Photoshop law requires retouching disclosure
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Published on January 7, 2016
Over the holidays while many people were concerned about over-eating, the French national assembly passed legislation that is being called the Photoshop law. The law requires all Photoshop retouching that is performed on models be clearly labeled. The Photoshop law is included with other legislation designed to safeguard the health of models used in fashion shows, commercials, advertisements, and photography. Photoshop is being regulated by requiring a disclosure when publishing an altered image that has been modified in such a way that it “makes the silhouette narrower or wider” of a model.
This is the first known legislation in Europe in which using Photoshop is illegal if it isn't fully disclosed. Violations of the Photoshop law are punishable by 6 months in prison along with a fine of 75,000 Euros. Israel also recently enacted a Photoshop law which requires disclosure of image manipulation of models, and also specifies a body mass index (BMI) for those working in the modeling profession.
The push to regulate Photoshop comes after many widely publicize incidents of models and celebrities being made to appear thinner through retouching. While excessive Photoshop retouching originally was criticized by advocates for maintaining a healthy body image, especially among young women, the cause has expanded to a much wider group. Some celebrities have criticized advertisers and publishers for the excessive use of Photoshop on their own images. Despite a movement towards more natural looking images, there remain almost weekly occurrences of celebrities sharing images that involve excessive use of Photoshop, generally used in an attempt to thin their appearance. Ironically at the same time one government is passing laws regulating the use of Photoshop, another government across the world was posting official images that were clearly manipulated.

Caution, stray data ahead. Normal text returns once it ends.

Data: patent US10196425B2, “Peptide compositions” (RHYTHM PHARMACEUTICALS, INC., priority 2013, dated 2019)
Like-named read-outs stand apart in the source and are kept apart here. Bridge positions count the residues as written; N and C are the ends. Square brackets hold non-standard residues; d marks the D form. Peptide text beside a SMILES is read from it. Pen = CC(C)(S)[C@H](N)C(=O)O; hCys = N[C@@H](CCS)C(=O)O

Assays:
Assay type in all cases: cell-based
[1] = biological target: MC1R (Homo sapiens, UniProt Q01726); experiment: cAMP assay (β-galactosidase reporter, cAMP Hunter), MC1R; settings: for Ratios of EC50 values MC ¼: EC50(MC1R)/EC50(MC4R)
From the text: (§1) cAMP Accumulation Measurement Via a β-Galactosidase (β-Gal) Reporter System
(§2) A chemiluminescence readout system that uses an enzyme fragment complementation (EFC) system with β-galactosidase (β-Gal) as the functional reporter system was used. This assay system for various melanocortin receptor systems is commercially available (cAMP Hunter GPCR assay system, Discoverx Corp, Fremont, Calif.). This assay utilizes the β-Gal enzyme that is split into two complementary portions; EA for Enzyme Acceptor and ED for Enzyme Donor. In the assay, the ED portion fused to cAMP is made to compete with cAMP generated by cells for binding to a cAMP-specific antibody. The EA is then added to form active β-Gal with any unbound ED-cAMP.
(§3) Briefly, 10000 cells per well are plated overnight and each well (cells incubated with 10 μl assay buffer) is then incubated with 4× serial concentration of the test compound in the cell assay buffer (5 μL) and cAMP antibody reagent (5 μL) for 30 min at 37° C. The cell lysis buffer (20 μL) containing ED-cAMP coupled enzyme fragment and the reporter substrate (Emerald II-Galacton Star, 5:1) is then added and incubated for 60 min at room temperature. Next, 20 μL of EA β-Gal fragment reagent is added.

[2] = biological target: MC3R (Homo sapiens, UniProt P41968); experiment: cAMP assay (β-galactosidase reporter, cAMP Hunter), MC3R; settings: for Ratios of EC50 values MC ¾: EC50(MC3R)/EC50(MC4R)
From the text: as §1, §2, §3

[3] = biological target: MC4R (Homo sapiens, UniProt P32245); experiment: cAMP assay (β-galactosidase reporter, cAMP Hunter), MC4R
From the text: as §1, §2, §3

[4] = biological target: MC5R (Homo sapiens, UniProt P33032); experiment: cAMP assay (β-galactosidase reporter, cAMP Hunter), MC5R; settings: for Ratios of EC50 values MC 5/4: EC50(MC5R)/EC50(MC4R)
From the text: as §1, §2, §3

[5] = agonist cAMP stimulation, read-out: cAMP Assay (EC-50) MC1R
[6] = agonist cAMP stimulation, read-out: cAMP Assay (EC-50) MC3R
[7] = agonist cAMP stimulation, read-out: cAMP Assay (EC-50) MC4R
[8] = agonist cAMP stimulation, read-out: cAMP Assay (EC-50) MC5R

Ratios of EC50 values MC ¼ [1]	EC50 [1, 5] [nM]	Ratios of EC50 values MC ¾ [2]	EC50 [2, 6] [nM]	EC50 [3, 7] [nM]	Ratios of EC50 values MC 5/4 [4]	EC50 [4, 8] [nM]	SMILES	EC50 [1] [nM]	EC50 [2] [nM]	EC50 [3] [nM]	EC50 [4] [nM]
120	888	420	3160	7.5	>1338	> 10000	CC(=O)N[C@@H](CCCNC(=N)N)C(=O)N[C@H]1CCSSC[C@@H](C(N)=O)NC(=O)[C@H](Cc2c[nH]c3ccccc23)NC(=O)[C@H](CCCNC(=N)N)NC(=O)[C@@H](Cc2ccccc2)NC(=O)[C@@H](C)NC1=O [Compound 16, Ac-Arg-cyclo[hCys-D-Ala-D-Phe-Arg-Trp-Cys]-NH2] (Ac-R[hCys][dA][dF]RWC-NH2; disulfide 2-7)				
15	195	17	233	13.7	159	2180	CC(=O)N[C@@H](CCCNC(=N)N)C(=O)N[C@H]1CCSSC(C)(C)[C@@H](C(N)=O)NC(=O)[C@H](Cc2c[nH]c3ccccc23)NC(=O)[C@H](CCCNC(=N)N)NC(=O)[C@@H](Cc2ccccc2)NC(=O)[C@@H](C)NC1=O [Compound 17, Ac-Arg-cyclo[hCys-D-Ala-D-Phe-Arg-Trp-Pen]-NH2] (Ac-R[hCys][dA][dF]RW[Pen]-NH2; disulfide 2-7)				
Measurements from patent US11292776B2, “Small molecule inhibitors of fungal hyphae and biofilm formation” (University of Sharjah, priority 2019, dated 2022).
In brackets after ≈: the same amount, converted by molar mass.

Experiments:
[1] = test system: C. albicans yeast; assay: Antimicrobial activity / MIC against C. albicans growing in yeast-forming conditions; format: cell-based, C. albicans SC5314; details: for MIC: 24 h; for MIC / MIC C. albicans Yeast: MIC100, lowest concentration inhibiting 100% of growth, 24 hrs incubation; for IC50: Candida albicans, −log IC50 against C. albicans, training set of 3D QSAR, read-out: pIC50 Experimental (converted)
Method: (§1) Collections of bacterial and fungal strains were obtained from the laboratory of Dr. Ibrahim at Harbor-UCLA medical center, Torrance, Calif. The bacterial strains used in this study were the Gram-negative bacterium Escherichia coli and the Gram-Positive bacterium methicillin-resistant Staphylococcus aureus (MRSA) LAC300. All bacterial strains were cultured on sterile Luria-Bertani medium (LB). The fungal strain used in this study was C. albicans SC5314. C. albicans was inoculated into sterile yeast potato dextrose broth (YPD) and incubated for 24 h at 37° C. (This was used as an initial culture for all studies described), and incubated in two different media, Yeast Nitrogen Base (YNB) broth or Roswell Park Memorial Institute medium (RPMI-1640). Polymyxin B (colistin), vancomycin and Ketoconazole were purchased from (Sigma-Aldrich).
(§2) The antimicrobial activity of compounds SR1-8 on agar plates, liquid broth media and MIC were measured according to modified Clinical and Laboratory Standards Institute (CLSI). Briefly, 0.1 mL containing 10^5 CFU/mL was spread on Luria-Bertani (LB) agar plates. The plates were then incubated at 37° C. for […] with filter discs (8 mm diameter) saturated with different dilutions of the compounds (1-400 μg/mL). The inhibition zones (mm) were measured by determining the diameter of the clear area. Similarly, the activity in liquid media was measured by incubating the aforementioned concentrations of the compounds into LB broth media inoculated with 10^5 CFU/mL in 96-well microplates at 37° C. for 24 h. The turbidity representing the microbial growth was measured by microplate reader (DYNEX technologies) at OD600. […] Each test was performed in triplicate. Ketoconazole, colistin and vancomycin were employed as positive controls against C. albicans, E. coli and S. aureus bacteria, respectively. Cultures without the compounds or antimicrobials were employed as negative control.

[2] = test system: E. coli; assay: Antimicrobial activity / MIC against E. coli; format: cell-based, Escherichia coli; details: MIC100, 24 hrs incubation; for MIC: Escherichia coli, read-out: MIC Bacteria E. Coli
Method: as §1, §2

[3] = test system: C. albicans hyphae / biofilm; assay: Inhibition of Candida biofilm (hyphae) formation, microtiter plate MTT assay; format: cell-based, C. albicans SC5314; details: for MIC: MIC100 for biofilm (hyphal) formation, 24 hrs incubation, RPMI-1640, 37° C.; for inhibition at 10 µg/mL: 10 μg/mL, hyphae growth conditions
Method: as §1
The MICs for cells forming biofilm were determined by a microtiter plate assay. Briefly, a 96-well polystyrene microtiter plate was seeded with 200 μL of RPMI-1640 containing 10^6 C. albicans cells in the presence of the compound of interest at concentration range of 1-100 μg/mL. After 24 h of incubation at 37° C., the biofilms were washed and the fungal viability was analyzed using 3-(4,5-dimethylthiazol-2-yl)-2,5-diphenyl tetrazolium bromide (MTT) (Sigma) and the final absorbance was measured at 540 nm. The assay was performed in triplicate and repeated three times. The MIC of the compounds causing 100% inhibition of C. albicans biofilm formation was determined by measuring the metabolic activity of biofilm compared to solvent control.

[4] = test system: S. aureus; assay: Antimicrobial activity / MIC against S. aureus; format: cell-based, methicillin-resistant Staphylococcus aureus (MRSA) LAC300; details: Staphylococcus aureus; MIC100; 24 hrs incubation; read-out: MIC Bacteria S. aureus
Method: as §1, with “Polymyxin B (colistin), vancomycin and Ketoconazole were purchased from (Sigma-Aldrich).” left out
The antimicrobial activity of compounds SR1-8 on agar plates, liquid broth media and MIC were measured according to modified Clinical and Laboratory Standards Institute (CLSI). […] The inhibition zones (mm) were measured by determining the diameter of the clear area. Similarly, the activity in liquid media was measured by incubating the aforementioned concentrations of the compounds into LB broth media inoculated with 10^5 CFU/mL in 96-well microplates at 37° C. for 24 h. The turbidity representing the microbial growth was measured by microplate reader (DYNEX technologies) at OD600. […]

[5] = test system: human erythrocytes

This new Photoshop law is part of a more comprehensive set of legislation that seeks to also make certain that models are of good health. The original legislation also included a specific body mass index 9BMI) requirement, but this was replaced with a requirement that a physician certify that models are in good health.
One aspect of learning Photoshop is understanding when retouching is useful and acceptable. A Photoshop professional will work to improve images tone, contrast, lighting, an emphasis. Yet care should be placed into using Photoshop in a way that limits changes to the intent and appearance of an individual in any way that causes them to appear unnaturally thin. This Photoshop law attempts to address this by forcing retouching artists to label any work that changes the silhouette of a model.
About the author
Jennifer Smith is a user experience designer, Photoshop expert, educator and author based in Boston. She is the author of more than 20 books on design tools and processes, including Adobe Creative Cloud for Dummies, Adobe Creative Cloud Digital Classroom, and Photoshop Digital Classroom. She has been awarded a Microsoft MVP three times for her work with user experience design in creating apps for touch, desktop, and mobile devices.
Jennifer delivers UX training and UX consulting for large Fortune 100 companies, small start-ups, and independent software vendors. She has been hired by Adobe and Microsoft to deliver training workshops to their staff, and has traveled to Asia, Europe, India, the Middle East, and across the U.S. to deliver courses and assist on UX design projects. She has extensive knowledge of modern Windows UX Design, having worked closely with the Windows team to create educational material and deliver UX workshops to key partners globally on behalf of Microsoft. Jennifer works with a wide range of prototyping tools including Fireworks, Photoshop, Illustrator, Blend for Visual Studio, and Balsamiq.